(Now, I am a bit biased because I work for eBay and PayPal is one of our companies. However, I’ve been using paypal for years, whereas I’ve only been at eBay for a little more than a month. In fact, I just had a run in with the patheticness of paper checks and the drudgery it entails. If everyone used paypal [employers, banks, rental offices], life would be easy.)
The article isn’t about PayPal though. It’s about this new fandangled Bill Me Later payment plan. Quick and dirty: Old Credit Card playa tires of the game. (Hate the game, not the playa!) He starts an alternative to credit cards for online payments. With just you birthday, last 4 digits of you social security number, and address, they approve you for the purchase amount. You then receive a bill in the mail and pay at your leisure, however you see fit.
I’m thinking, “Big deal. What’s so special about this?” Those that use it, love it, and tend to spend more. It’s that tend to spend more part retailers like. Plus, these guys charge the merchants 1.5% vs. credit cards 2%. It’s pretty much a no brainer for businesses. Business is all about 2 things: Making money and keeping as much of it as you can.
There’s an article I read in HBR awhile back. It said that change in conditions creates a change in productivity. The change could be for the better or for the worse, that didn’t matter. Just that fact that something changed spurred activity. I think that’s what’s going on here. To quote one of the users, “If you have good credit, you have got to try Bill Me Later. I have quite a few credit cards, and every time I use it(sic) over the Internet I am afraid someone is going to steal my account numbers and use my credit line fraudulently. But with the Bill Me Later option, I feel secure.” Now, I’m missing something here. Those same theives who are after her credit card numbers aren’t after this info? Heck, I’m no expert but with one credit card number stolen that card can be maxed. With all this info stolen, unlimited purchases can be made in your name. Yeah, it sounds *much* safer to me.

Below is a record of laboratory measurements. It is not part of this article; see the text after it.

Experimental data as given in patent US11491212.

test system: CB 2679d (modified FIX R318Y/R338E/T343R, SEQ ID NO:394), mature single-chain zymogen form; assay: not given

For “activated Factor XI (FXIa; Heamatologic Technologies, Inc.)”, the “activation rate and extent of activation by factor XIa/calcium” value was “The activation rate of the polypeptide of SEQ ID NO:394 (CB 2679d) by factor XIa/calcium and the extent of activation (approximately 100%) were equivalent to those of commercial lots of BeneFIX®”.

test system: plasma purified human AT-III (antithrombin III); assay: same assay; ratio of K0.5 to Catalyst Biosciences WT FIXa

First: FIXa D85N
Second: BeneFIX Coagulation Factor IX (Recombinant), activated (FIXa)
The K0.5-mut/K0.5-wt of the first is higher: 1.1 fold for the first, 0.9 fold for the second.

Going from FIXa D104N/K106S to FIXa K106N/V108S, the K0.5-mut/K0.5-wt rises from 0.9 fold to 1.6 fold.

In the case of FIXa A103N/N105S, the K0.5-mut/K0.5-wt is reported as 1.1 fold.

What about fraudulent activity though? To quote Bill Me Later, “Does Bill Me Later® protect me from unauthorized charges? Yes, Bill Me Later® provides ‘zero fraud liability’ protection; the same protection provided by most major credit cards. This means you are not responsible for unauthorized charges.” Therefore, even if that girl’s credit card number was stolen, she wouldn’t be responsible. Once again, what’s the point?
People are funny in how they don’t think things though. You place a new thought/method in front of them, and they think, “Oh, this is new. It must be better.”
My biggest gripe with Bill Me Later is that it’s one way. From what I can tell, it’s not two way. In other words, they’re taking the beauty of online, instantaneous payment processing and taking us back in time to before credit cards where only in-store credit existed. I buy something online and the paper trail begins. One of my favorite quotes from the article is from Forrester analyst Sucharita Mulpuru: “It has the potential to open online retail to a whole new segment of customers that wouldn’t have shopped otherwise.” Like who? My grandparents (or sadly enough, my parents who fear the stolen credit card thievery too). No offense, but literally, that segment is a dying breed. Today’s youth couldn’t be bothered about putting every bit of information online, much less a stinkin’ credit card number.
This company is growing and will most likely be bought for lots of cash. Really though, I don’t think they have a lasting business model. Here’s why:
– Who wants a new “credit line” for every single purchase made? (i.e. every $20 order) Hence, this will be a big purchase option only.
– How long can people be fooled? Sure, it’s a new way, but eventually, people have to realize it’s no safer than Credit Cards.
– One way only? Why use a service like this that’s only one way, when PayPal lets you send AND receive money.
– But customers spend more! That’s only because of the “90 day no payment” for purchases over $250. That’s a retail ploy, not a lasting business model.
Well, those are my thoughts. Now, when someone runs up to you and says, “Hey, I just heard of this cool feature called Bill Me Later.” You can tell them, “Thanks, but no thanks. I prefer Bill Me Now, i.e. PayPal.”